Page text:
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Former President Trump to visit Michigan with UAW, Big Three in standoff, report says

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UPDATE: This story has been updated with response from UAW President Shawn Fain and the Biden campaign.

Former President Donald Trump plans to visit Michigan and speak to union workers as United Auto Workers are on strike at the Big Three automakers, The New York Times reported.

The former president intends to meet with workers and skip the second Republican presidential debate.

Trump wants to put himself in the middle of the labor standoff and intends to travel to Detroit on Sept. 27, the day of the debate, and speak to current and union members, including autoworkers, the newspaper said, citing Trump advisers.

In response, UAW President Shawn Fain blasted Trump as an example of the corporate greed the union is striking against.

"Every fiber of our union is being poured into fighting the billionaire class and an economy that enriches people like Donald Trump at the expense of workers. We can't keep electing billionaires and millionaires that don't have any understanding what it is like to live paycheck to paycheck and struggle to get by and expecting them to solve the problems of the working class," Fain said.

Related: UAW will extend strike pay to 600 laid-off Ford workers, potential GM layoffs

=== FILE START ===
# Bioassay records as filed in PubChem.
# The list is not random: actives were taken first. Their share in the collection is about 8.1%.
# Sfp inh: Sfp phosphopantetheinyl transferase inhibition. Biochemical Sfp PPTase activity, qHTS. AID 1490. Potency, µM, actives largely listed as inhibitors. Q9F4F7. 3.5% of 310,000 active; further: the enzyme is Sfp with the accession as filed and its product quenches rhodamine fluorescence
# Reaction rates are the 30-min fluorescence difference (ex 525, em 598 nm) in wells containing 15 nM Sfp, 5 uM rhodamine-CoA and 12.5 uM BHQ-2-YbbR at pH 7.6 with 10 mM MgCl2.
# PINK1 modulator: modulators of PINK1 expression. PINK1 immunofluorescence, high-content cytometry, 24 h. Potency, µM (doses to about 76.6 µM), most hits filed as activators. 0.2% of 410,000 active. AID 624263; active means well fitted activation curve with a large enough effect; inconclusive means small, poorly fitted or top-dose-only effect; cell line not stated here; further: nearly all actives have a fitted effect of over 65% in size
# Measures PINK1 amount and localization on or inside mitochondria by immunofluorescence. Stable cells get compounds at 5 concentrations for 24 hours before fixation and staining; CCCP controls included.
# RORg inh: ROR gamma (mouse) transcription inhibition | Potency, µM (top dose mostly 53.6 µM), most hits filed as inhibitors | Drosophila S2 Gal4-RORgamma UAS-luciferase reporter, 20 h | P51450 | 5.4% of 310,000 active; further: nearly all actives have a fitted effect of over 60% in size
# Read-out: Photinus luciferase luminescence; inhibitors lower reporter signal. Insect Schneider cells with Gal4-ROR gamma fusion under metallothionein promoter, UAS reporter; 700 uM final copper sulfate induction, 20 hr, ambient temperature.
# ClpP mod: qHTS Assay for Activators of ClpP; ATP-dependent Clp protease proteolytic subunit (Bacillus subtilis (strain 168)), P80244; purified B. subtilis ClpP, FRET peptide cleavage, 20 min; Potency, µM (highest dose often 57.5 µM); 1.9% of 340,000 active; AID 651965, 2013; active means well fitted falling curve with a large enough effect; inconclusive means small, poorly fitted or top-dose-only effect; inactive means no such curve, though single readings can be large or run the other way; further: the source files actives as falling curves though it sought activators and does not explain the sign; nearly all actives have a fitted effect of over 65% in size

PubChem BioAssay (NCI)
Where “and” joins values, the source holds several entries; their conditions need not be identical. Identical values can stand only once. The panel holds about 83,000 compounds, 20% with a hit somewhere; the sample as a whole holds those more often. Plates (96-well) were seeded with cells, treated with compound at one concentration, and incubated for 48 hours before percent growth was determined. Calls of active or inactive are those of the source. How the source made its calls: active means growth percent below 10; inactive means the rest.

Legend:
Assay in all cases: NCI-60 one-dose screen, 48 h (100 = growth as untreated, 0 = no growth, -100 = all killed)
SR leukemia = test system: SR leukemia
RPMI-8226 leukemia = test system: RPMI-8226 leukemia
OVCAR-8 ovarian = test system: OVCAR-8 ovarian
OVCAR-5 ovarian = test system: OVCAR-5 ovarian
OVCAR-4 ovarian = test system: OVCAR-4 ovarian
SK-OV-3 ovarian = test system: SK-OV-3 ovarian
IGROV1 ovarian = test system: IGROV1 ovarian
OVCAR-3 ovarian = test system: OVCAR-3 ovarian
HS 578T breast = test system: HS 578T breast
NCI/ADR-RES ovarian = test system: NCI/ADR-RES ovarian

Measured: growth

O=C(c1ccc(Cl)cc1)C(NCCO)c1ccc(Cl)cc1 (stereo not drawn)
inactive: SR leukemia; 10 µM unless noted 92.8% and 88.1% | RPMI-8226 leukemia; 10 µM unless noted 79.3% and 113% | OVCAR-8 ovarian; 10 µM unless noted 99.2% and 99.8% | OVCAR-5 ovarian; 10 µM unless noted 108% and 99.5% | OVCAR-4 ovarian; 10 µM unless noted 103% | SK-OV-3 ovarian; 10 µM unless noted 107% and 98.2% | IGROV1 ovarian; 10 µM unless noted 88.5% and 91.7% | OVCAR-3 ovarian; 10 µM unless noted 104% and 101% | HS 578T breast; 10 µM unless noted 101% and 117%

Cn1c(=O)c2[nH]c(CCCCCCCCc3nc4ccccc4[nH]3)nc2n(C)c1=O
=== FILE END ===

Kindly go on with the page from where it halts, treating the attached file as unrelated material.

The New York Times reported Trump wants to be seen as the likely candidate to challenge President Joe Biden.

"Mr. Trump has not directly addressed the wage demands of striking workers and has attacked union leadership, but he has tried to more broadly cast himself on the side of autoworkers," The Times said.

The Biden-Harris 2024 campaign said in a statement that Trump had abandoned union workers while president and stood with "his ultra-rich friends."

"Donald Trump is going to Michigan next week to lie to Michigan workers and pretend he didn't spend his entire failed presidency selling them out at every turn. Instead of standing with workers, Trump cut taxes for the super-wealthy while auto companies shuttered their doors and shipped American jobs overseas. He's said he would've let auto companies go bankrupt, devastating the industry and upending millions of lives," spokesperson Ammar Moussa said in a statement.

The contract for nearly 150,000 UAW members expired at 11:59 p.m. Sept. 14, leading to the strike. It is the first time in the UAW's 88-year history that all three of the Detroit automakers, Ford, General Motors and Stellantis, are the strike targets.

About 13,000 workers were picked to strike on Friday, with Monday the fourth day of the strike.

Related: UAW President Shawn Fain responds to Ford, GM layoffs: 'Their plan won't work'

The parties negotiated over the weekend and talks continue.

Ford's Assembly Plant in Wayne is the strike target against Ford and the only Michigan plant selected. Ford issued layoffs for 600 UAW workers who were not on strike.

The Times said that Trump's campaign is considering if he could show up at the picket line but said logistics would be difficult.

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